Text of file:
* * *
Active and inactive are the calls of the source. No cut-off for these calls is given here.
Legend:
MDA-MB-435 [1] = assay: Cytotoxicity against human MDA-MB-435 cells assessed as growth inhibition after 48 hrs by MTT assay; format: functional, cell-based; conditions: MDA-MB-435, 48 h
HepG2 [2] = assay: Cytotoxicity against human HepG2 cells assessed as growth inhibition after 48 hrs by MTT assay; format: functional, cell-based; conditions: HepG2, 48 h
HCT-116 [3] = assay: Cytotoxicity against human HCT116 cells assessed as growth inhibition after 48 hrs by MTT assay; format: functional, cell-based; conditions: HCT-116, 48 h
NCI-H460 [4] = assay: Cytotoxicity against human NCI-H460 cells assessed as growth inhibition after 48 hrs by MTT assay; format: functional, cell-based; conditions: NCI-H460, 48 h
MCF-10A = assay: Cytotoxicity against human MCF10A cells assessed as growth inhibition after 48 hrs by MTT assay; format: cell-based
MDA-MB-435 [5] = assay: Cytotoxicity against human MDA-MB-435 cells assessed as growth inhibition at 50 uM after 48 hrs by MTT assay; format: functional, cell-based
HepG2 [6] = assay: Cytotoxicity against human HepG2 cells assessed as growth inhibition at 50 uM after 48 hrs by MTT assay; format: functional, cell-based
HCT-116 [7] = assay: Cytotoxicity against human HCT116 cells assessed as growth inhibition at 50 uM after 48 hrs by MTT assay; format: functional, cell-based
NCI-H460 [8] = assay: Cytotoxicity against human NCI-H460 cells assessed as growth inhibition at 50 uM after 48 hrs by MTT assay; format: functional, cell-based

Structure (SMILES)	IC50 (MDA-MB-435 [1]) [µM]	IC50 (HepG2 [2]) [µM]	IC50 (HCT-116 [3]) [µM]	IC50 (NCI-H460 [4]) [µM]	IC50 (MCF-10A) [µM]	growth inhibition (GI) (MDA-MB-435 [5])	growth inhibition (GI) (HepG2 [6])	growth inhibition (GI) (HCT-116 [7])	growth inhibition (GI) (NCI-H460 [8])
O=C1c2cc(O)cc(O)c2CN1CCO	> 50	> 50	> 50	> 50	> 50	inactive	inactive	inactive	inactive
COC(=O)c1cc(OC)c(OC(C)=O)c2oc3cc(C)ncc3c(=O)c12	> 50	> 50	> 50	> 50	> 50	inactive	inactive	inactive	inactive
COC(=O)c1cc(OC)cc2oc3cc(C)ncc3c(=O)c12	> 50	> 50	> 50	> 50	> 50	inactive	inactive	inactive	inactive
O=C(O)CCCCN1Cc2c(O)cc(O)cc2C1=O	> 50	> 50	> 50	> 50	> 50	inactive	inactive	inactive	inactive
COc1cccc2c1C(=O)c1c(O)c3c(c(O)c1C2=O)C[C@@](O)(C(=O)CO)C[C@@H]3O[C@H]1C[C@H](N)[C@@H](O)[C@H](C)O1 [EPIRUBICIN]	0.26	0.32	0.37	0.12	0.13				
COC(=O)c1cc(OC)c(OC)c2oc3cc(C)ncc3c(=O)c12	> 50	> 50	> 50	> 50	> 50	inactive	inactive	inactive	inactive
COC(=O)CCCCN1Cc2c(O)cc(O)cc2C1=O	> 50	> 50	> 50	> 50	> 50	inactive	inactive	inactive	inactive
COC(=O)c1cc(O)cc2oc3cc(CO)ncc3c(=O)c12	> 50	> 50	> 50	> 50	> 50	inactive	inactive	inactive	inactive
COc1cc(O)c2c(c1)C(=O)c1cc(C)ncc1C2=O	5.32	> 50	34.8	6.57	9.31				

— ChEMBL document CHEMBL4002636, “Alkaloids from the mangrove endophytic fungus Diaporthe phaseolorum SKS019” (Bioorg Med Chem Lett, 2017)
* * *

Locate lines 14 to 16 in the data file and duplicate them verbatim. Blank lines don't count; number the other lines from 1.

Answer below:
COC(=O)c1cc(OC)c(OC(C)=O)c2oc3cc(C)ncc3c(=O)c12	> 50	> 50	> 50	> 50	> 50	inactive	inactive	inactive	inactive
COC(=O)c1cc(OC)cc2oc3cc(C)ncc3c(=O)c12	> 50	> 50	> 50	> 50	> 50	inactive	inactive	inactive	inactive
O=C(O)CCCCN1Cc2c(O)cc(O)cc2C1=O	> 50	> 50	> 50	> 50	> 50	inactive	inactive	inactive	inactive